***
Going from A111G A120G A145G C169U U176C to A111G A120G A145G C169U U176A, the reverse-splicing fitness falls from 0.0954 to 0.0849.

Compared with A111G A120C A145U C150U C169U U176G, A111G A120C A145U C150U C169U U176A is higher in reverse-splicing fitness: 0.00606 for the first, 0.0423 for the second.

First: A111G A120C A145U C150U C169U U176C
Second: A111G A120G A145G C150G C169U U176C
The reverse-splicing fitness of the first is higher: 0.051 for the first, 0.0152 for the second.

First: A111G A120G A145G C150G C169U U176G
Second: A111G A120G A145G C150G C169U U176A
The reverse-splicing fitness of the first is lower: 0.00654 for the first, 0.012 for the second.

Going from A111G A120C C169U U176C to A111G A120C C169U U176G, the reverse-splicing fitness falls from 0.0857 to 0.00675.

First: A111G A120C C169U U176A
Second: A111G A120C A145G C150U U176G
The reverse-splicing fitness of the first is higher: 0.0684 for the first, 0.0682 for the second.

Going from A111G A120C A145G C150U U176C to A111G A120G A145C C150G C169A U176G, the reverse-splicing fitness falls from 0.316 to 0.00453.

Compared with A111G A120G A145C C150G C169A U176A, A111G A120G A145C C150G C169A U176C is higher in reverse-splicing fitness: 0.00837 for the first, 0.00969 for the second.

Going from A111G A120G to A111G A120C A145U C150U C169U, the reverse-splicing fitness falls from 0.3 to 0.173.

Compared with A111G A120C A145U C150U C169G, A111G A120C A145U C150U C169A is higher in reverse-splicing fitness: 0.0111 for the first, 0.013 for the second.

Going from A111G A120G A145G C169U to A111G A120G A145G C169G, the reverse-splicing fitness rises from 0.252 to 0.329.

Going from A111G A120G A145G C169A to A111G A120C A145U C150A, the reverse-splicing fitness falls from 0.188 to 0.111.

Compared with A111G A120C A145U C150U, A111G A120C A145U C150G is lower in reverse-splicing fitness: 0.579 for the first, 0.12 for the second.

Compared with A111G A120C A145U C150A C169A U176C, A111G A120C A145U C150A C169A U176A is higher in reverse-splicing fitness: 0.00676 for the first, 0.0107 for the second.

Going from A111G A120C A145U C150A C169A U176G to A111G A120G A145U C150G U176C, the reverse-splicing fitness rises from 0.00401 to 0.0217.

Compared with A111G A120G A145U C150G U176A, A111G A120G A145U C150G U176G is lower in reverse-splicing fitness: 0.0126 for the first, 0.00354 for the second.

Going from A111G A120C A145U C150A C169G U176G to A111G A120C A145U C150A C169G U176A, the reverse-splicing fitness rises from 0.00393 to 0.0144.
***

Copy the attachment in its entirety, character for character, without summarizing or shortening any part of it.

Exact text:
Going from A111G A120G A145G C169U U176C to A111G A120G A145G C169U U176A, the reverse-splicing fitness falls from 0.0954 to 0.0849.

Compared with A111G A120C A145U C150U C169U U176G, A111G A120C A145U C150U C169U U176A is higher in reverse-splicing fitness: 0.00606 for the first, 0.0423 for the second.

First: A111G A120C A145U C150U C169U U176C
Second: A111G A120G A145G C150G C169U U176C
The reverse-splicing fitness of the first is higher: 0.051 for the first, 0.0152 for the second.

First: A111G A120G A145G C150G C169U U176G
Second: A111G A120G A145G C150G C169U U176A
The reverse-splicing fitness of the first is lower: 0.00654 for the first, 0.012 for the second.

Going from A111G A120C C169U U176C to A111G A120C C169U U176G, the reverse-splicing fitness falls from 0.0857 to 0.00675.

First: A111G A120C C169U U176A
Second: A111G A120C A145G C150U U176G
The reverse-splicing fitness of the first is higher: 0.0684 for the first, 0.0682 for the second.

Going from A111G A120C A145G C150U U176C to A111G A120G A145C C150G C169A U176G, the reverse-splicing fitness falls from 0.316 to 0.00453.

Compared with A111G A120G A145C C150G C169A U176A, A111G A120G A145C C150G C169A U176C is higher in reverse-splicing fitness: 0.00837 for the first, 0.00969 for the second.

Going from A111G A120G to A111G A120C A145U C150U C169U, the reverse-splicing fitness falls from 0.3 to 0.173.

Compared with A111G A120C A145U C150U C169G, A111G A120C A145U C150U C169A is higher in reverse-splicing fitness: 0.0111 for the first, 0.013 for the second.

Going from A111G A120G A145G C169U to A111G A120G A145G C169G, the reverse-splicing fitness rises from 0.252 to 0.329.

Going from A111G A120G A145G C169A to A111G A120C A145U C150A, the reverse-splicing fitness falls from 0.188 to 0.111.

Compared with A111G A120C A145U C150U, A111G A120C A145U C150G is lower in reverse-splicing fitness: 0.579 for the first, 0.12 for the second.

Compared with A111G A120C A145U C150A C169A U176C, A111G A120C A145U C150A C169A U176A is higher in reverse-splicing fitness: 0.00676 for the first, 0.0107 for the second.

Going from A111G A120C A145U C150A C169A U176G to A111G A120G A145U C150G U176C, the reverse-splicing fitness rises from 0.00401 to 0.0217.

Compared with A111G A120G A145U C150G U176A, A111G A120G A145U C150G U176G is lower in reverse-splicing fitness: 0.0126 for the first, 0.00354 for the second.

Going from A111G A120C A145U C150A C169G U176G to A111G A120C A145U C150A C169G U176A, the reverse-splicing fitness rises from 0.00393 to 0.0144.